The ultimate crossover isn’t on TV, it’s in real life with English and Spanish! Languages have influenced one another for as long as humans have been able to speak, even more so when different cultures interact and coexist. Some words that we use as English speakers can be easily traced back to another language; for example, the word entrepreneur is obviously French, and karate is clearly Japanese. On the other hand, the origin of some common words may surprise you. Here are 10 English words from Spanish and what they mean.
A delicious tortilla pocket filled with tomato, lettuce, rice, and all sorts of fillings, burritos have become just as well known as tacos. But did you know that burrito translates to “little donkey” in English? Rather than being named after the meat inside, this tasty Mexican dish is named after a beast of burden for being able to carry so much food inside of one tortilla!
Pesky mosquitos are the worst! They may be found all over the world, but the word mosquito, or “little fly” in English, is actually a Spanish word that comes from mosca, or “fly”.
A plaza is a nice open space in the middle of the city that provides a reprieve from traffic-filled streets and can feature fountains, shops, and other public amenities. English speakers must have liked Spanish plazas so much that they decided to use the word too!
This word comes from the Spanish verb cargar which means “to carry.” Literally translated, cargo means “I carry” because after all, we like to carry our own precious cargo!
We know salsa as a delicious tomato based dip paired with tortilla chips and other Mexican dishes, but did you know that salsa is the word for all sauce in Spanish? So don’t be surprised if you see salsa listed as a topping for pasta and other foods.
While the Spanish version of this word has an accent mark (cafetería), the meaning is about the same in both languages. Café means coffee and -ería is a suffix added to words to make them places.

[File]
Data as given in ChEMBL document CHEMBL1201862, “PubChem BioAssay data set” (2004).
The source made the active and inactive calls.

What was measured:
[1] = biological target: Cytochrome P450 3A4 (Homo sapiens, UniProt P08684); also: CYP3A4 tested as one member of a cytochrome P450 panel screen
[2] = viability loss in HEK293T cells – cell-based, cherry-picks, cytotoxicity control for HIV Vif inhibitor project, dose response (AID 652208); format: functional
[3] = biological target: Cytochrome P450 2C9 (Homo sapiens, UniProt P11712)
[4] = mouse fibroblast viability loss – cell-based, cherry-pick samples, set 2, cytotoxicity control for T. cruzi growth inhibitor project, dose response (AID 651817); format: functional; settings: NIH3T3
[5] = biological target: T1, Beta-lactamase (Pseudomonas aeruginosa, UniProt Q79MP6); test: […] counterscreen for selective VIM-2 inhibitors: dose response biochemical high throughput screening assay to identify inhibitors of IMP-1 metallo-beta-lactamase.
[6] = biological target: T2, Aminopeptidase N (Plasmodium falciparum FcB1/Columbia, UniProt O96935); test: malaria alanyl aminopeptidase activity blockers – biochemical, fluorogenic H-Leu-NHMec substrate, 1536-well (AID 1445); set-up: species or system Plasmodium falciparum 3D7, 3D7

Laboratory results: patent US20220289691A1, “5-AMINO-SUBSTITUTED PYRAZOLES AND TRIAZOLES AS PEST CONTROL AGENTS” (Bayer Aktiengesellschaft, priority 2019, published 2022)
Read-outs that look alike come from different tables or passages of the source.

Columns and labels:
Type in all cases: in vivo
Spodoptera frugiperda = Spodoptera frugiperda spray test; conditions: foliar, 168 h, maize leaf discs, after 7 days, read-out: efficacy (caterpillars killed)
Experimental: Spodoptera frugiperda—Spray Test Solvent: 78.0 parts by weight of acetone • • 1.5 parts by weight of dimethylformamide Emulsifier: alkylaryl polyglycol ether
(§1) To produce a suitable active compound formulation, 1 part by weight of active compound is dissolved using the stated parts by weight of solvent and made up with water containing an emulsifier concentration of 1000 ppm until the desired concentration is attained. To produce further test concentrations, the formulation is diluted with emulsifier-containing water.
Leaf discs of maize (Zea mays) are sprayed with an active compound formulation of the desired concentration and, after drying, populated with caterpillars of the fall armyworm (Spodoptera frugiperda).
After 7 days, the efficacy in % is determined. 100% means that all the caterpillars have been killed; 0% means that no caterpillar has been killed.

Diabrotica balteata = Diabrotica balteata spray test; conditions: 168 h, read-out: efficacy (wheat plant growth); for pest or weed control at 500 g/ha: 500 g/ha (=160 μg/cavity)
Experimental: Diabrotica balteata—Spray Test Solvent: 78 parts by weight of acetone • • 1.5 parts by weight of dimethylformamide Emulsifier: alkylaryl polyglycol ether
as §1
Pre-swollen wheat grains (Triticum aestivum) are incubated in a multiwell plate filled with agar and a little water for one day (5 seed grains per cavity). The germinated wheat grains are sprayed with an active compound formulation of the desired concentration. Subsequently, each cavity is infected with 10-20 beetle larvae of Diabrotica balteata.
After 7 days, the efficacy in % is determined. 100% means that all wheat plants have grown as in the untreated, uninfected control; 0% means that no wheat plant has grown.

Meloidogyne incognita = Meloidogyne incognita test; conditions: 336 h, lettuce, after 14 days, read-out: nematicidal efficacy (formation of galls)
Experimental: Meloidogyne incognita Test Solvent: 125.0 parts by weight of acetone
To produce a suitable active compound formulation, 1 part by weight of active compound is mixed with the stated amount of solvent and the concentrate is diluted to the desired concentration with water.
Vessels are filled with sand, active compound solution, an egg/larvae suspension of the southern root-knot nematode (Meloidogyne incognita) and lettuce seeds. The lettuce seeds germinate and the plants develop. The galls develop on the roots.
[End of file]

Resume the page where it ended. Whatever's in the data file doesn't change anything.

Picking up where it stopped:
Not to be mistaken for gorilla the animal, guerrilla came into popular use in English during times of military combat. Guerrilla warfare refers to small groups attacking in subtle and unconventional ways such as ambushes in order to take down a larger enemy. The term more often appears in history textbooks and news coverage. Note that in Spanish the pronunciation is a little different, and sounds like gue-ree-ya.
This word originally meant an inner courtyard that was open to the sky, but has expanded to include many outdoor spaces. When imagining a dream home, it should include a patio!
A cultural phenomenon and neighborhood staple in places like New York City, the bodega serves food, drink, and other necessities and can be the cornerstone of a community. However, the word bodega in Spanish originally just meant “wine shop.” Quite the upgrade!
The herb cilantro, also known as coriander, is native to Southern Europe. It’s no wonder that the Spanish were the ones to name it! Americans tend to use the word cilantro instead of coriander because of its prevalence in Mexican cuisine.
As you can see, there are so many English words from Spanish! While you may have already known about some of the words on this short list, their original Spanish meanings are a delight and provide more insight as to why we English speakers use them. All of the words above have maintained the same spelling, but there are plenty of other words that have been changed over time to become less recognizably Spanish. With that in mind, what are some other English words from Spanish that you may know?